Ship Shortage Threatens Asian LNG Market Growth


  • Shortage of supply vessels threaten LNG market in Asia
  • High charter rates have been attributed to a surge in gas demand from China
  • LNG sales have been on a steady rise as natural gas is being exported on a full-scale in recent years

The LNG market is driven by demand for Asian countries but a shortage of transport vessels is causing a major hurdle.

Shortage of vessels

As the demand for LNG shipments to China is steadily growing as the country increases its consumption of eco-friendly natural gas, the supply of ships is not able to keep pace with growing demand for spot charters.

Spot charter rates for LNG carriers with a tank capacity of 150,000-170,000 cubic meters stood at $190,000 per day range in November, five times higher than in early May. The market environment has changed considerably since 2015-2016 when the rates were around $20,000-30,000 per day amid anxiety about a glut of vessels.

Is China responsible for this issue?

The major reason behind high charter rates has been identified as a surge in gas demand in China. In a drive to reduce serious air pollution, China is rapidly switching from coal to natural gas for power generation with energy companies and trading houses in China securing LNG carriers earlier to import LNG stably over a long-term basis.

Moreover, other countries in Asia are also turning towards the consumption of natural gas. In 2018, Bangladesh began importing LNG and the Philippines also revealed plans to build its first LNG import terminal by investing more than $700 million.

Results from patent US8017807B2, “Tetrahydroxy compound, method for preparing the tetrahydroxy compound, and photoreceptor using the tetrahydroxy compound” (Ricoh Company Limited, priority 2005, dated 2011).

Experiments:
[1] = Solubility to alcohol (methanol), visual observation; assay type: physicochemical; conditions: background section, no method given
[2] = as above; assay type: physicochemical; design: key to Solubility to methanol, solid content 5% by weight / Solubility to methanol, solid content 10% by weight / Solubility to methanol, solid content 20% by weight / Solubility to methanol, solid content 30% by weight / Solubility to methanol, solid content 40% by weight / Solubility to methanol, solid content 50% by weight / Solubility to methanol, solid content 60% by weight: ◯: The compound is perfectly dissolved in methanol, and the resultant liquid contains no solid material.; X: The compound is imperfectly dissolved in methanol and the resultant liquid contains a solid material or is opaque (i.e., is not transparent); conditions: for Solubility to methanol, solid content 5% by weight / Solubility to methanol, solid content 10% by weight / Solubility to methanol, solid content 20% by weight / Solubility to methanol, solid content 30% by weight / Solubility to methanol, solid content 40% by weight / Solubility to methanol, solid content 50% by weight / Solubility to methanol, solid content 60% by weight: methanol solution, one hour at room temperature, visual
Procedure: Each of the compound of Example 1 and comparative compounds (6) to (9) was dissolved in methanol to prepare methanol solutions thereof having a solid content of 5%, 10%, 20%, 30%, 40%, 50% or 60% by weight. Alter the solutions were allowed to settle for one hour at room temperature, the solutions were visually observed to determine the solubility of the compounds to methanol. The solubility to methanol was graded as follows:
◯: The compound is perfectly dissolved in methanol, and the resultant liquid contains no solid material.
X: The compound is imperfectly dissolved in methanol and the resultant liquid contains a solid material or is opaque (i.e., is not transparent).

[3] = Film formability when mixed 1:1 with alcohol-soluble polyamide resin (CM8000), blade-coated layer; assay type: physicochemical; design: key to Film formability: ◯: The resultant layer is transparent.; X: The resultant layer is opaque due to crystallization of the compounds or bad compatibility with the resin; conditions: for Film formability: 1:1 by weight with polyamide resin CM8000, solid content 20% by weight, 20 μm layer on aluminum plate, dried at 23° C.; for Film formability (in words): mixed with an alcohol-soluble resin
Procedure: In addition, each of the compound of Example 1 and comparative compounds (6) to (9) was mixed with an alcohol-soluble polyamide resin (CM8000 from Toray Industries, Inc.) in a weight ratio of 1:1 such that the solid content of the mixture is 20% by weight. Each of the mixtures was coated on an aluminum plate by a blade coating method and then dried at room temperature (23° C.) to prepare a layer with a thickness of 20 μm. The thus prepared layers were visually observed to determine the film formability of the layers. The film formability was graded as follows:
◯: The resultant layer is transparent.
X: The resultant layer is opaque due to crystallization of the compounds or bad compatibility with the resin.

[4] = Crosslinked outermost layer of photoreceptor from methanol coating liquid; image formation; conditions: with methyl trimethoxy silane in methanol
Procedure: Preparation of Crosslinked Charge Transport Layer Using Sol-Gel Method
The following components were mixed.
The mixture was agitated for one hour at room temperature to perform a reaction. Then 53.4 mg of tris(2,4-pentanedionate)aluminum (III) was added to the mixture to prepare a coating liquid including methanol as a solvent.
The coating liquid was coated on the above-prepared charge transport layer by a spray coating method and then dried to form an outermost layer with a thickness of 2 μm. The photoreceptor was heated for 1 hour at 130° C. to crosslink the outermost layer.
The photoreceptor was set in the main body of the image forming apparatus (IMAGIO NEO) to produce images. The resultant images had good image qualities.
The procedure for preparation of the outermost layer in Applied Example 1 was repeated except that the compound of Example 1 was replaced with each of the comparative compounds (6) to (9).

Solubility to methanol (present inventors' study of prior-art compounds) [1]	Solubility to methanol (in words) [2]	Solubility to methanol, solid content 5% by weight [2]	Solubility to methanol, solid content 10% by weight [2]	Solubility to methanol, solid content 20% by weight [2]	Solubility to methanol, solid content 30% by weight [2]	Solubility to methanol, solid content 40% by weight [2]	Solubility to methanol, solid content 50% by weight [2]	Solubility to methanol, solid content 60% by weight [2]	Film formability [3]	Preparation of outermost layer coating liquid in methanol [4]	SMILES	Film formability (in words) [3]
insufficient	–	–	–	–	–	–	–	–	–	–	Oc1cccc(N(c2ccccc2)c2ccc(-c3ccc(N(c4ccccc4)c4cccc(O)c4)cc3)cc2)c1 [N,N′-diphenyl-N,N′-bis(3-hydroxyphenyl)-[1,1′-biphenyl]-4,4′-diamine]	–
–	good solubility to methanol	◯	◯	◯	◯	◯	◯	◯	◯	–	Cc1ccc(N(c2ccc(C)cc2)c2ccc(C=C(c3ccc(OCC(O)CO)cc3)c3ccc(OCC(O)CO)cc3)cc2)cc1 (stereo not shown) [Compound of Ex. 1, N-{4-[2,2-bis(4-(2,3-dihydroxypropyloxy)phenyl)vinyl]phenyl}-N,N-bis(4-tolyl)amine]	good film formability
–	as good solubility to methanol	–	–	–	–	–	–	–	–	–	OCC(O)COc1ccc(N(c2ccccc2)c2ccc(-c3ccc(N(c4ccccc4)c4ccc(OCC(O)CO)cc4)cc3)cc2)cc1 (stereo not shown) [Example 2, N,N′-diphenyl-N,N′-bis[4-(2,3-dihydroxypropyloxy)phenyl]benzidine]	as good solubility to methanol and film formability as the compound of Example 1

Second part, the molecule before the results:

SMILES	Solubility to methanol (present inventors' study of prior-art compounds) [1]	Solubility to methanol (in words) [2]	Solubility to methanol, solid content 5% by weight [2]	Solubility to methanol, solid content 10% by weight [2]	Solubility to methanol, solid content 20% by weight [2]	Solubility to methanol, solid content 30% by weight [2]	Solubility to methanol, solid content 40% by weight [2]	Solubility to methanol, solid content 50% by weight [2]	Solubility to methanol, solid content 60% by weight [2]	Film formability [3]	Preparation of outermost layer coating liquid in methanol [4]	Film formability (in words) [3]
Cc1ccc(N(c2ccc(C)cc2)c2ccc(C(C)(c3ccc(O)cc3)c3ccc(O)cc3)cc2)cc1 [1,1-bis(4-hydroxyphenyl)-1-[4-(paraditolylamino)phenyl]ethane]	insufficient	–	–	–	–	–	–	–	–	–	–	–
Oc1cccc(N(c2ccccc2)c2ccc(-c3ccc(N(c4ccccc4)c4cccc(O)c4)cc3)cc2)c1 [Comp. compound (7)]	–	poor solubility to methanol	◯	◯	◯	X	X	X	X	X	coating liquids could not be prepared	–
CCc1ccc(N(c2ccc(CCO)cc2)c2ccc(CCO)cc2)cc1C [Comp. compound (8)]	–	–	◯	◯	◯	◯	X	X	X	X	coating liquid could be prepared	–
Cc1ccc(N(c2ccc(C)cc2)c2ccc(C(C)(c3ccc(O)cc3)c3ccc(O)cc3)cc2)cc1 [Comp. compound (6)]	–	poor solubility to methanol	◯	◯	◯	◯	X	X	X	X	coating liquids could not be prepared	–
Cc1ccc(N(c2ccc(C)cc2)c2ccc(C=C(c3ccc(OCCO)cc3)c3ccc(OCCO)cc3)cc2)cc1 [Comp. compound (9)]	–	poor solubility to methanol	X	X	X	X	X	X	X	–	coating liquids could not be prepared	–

LNG vessel stats

About 600 LNG ships are currently in use and about 40 new vessels are expected to go into service in 2019. However, most of the vessels are chartered exclusively for new projects under long-term contracts and only a limited number of them flow into the spot charter market.

Increase in spot LNG sales

The spot LNG sales are on a steady rise as natural gas, including American shale gas, which does not necessarily involve long-term contracts, has come to be exported on a full-scale over the past several years. LNG trading practices that have been rigid and characterized by long-term contracts covering a period of over 10 years are changing, but the insufficient transportation infrastructure, or carrying vessels, will become an obstacle.


Energy research firm Bloomberg New Energy Finance estimates that global LNG demand will grow to 450 million tons by 2030, from 284 million tons in 2017, with Asia driving the growth.

The International Energy Agency highlighted in its recent report that the risk of a lack of timely investment in the LNG carrier fleet could pose a threat to market development and security of supply, which could materialize even earlier than the risk of insufficient liquefaction capacity.

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